REVIEW: Saturday’s four-band minifest brought a Basilica-like vibe to the refurbished amphitheater in Somerset, Wis.
The Basilica Block Party is not for another couple weeks, but it sure felt like Minneapolis’ beeriest church bash arrived early and moved out to farm country for Saturday’s twofer concert by the Avett Brothers and Brandi Carlile at Somerset Amphitheater.
Both Basilica alumni — the Avetts were even one of last year’s BBP headliners — the pair of rootsy Americana performers already proved good fodder for summertime fun at the Basilica’s crowded, flat, downtown blacktop setting, what with their big singalong moments and generally warm, arms-around-your-sweetie vibes. So you can imagine how much cozier, friendlier and warmer the party felt on a spacious, hilly, ultra-green riverside field on a pink-skied, 70-degree evening at the refurbished amphitheater in Somerset, Wis.
“It don’t get any better than this,” Carlile said after her opening song, “Hard Way Home.”
Saturday’s Somerset crowd was only half as large as a Basilica party, with about 6,000 tickets sold, but Carlile and the Avetts played more to their faithful audiences there. In fact, Carlile seemed to have nearly as many fans rabidly devouring her set as did the headliners.
With a rock-solid voice that’s part Melissa Etheridge inflamed and Patsy Cline torchy, the Seattle-area singer-songwriter (age 32) rolled along from feisty rockers to tender power ballads to straight-up country in her 75-minute set. Her twangability was evidenced nicely by both the poetic original “Keep Your Heart Young” and the set-ending cover of Johnny Cash’s “Folsom Prison Blues.”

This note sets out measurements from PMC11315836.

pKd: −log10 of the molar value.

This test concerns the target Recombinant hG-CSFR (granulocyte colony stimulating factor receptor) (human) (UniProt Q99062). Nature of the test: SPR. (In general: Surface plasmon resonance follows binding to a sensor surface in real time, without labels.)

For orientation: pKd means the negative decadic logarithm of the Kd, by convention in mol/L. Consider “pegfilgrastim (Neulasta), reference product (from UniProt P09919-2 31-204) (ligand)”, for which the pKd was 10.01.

Carlile’s rocky side proved less solid, though, with “Raise Hell” coming off like a hokey, forced fist-pumper — like something a hat act of the Kenny Chesney variety might try to pull off to beef up his sound. But she showed plenty of full-tilt power later with “The Story.” Best of all, she soared highest when the music was at its quietest, as in the piano hit “That Wasn’t Me” and the cello-accompanied “What Can I Say.”
The Avetts similarly made their strongest impressions when they were least trying to rock the crowd like a hurricane. Although they did come up playing to excited crowds at punky rock clubs like First Avenue, North Carolinian brothers Scott and Seth Avett have outgrown a lot of the hyperactive, earnest sound of slam-grassy songs such as “Go to Sleep” and “Colorshow,” both of which felt like filler in Saturday’s lengthy, two-hour, 25-song set.
By sharp contrast, the emotional centerpiece of their performance came when the two namesake brothers played “Ten Thousand Words” and “When I Drink” as a tightly harmonized acoustic duo, a style reprised later for the pre-encore finale “Life.” The crowd favorites “Kick Drum Heart,” “I Never Knew You” and “Head Full of Doubt, Road Full of Promise” fell somewhere in between, tempo- and volume-wise. But holy cow, it sounded like even the bovine population around Somerset got in on the singing along on those tunes. Everyone joined in.
In addition to the two main draws, Saturday’s concert featured two highly charming openers: Texas newcomers the Wheeler Brothers, who came off like a twangy roots version of the sandy-voiced ’90s band Toad the Wet Sprocket, and Philadelphia hippie soul-pop sextet Dr. Dog, whose catchiness easily caught on in such bouncy rockers as “Old Black Hole” and “These Days.”
“You guys got a really nice place here,” Dr. Dog bassist/co-vocalist Toby Leaman commented, never-minding the fact that his band lost a gig last-minute last summer when the amphitheater’s SoundTown festival was abruptly canceled.
A couple more undeniably good-vibration summer outings like Saturday’s concert, and SoundTown and any other past woes at the resilient amphitheater could soon be forgotten.
See a concert photo gallery and Saturday’s set lists at startribune.com/artcetera.